Available light is measured in lumen, with a single lumen equivalent to the light output of one standard candle. When we’re looking for a certain brightness level in a room, we need to consider the usage of the space and how big the area is in order to establish how many lumens we require.
To help you understand the above, consider this. If you took a standard 100W incandescent bulb or an 18W LED bulb, you’d have a light source of about 1,500 lumens. In a small space, such as the average bathroom, that would be considered very bright. But take that same bulb and hang it from the ceiling of your nearest superstore – how well do you think it would like the space on its own? The answer is that it would do so poorly – you need more lumen to illuminate the room to the desired brightness.
To determine how many lumens a room needs, we need to know the desired lux and calculate how many lux our light provides.
What are Lux?
Lux is the metric version of the imperial measurement known as foot candles. To keep things simple, we’ll stick to the metric system. Lux is the measurement of how bright the light falling onto a surface is. It is calculated at 1 lux = 1 lumen / sq. meter
The typical UK household has a ceiling of around 2.5m to 3m tall. This means that light fall typically comes from approximately 2.5m above the floor. Let’s calculate how much lux our 1,500-lumen bulb will give us.
Lux = 1,500 (lumen) / 2.5 sq, meter
Lux = 1500 / (2.5 x 2.5)
Lux = 1500 / (6.25)
Lux = 240
So, now we know how many lux our 1,500-lumen bulb will give us at floor level. But is that enough?
How many lux do I need?
We believe in teaching, but if all this seems too complicated, jump over to this handy lighting calculator that can tell you precisely what you need. If you’re happy to get your mind working, here’s what to do next.
Firstly, consider the use of the room. Will it be for relaxing, like a living room, dining room or bedroom? If so, you’ll probably be happy with around 50 lux. Bathrooms and other task areas need more light; the more intensive and detailed the task, the more light should be available. For this reason, we recommend 325 lux for bathroom task areas and 525 lux for the food prep areas of your kitchen. See further down this article for a list of recommended lux values.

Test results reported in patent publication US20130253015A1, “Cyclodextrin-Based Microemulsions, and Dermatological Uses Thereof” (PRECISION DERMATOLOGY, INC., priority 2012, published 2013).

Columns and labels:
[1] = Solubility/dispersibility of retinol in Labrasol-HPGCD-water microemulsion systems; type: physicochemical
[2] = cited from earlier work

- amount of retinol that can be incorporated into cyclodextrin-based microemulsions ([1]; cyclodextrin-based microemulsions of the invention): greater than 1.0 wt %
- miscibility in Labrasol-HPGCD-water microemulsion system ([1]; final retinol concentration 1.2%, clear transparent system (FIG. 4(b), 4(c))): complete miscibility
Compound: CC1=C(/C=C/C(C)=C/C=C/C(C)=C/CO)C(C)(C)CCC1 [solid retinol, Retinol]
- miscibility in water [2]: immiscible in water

For our example, we’ll calculate the lux for a medium-sized living room at 50 lux. Having measured the space, we get measurements of 5m x 4.2m, giving us an area of 21 m2.
Now calculate the required lumens for the area, assuming you want even lighting throughout.
Lumens = Lux x Area
Lumens = 50 x 21
Lumens = 1050
So, in this scenario, the 100W, 1,500 lumens bulb we’ve discussed is too bright. A 75W bulb, with an output of around 1100 lumens, is the ideal light for the space.
Suggested lux for a room
|Bedroom (Ambient), Living Room, Dining, Bathroom (Ambient)||54|
|Kitchen (Ambient), Garage, Workshop||108|
|Bathroom or Living space (Task)||323|
|Kitchen (Task), Detailed tasks (Sewing, etc)||538|
Calculating the appropriate light levels for your home requires a bit of math, but it’s not complicated. Work out the area of your room, decide on the desired lux, and then use a calculator to find an appropriately bright light source. Ensuring you have the right light at the right brightness level will create a more pleasant and inviting home.
In most UK homes, rooms are relatively small, so for most rooms, the answer is yes, if you’re looking for a relaxing space. If you need task lighting, check the guide above to help calculate the correct lumen levels. You will want to add additional lights around the task areas for busier areas, such as kitchens.
Measure the room’s dimension, and then decide on the desired lux. For rooms aimed at relaxing, you’re looking at around 50 lux, while for task areas, you should be looking at 300 or more, with increasing lumen levels as the tasks become more detailed, such as sewing. Use a lighting calculator or the formula above to calculate the number of lumens you need.
This will depend on the amount of space you are trying to illuminate. As a ballpark figure for a relaxation-orientated room, like a bedroom, one 500 lumens bulb per 9 m2 area will suffice, so two bulbs for 18 m2, or three bulbs for 27 m2 – or you could switch to light three times as bright. A single 1,500 lumens bulb would cover the whole 27 m2 with the same lux level as the three individual 500-lumen bulbs, although the light would not be as evenly distributed.
For small spaces, relaxation-orientated spaces, like a 3m x 2.5m bedroom, 500 lumens is sufficient, but it will not be enough for any kind of task-related spaces, where the ability to see clearly will keep you safe and prevent eye strain.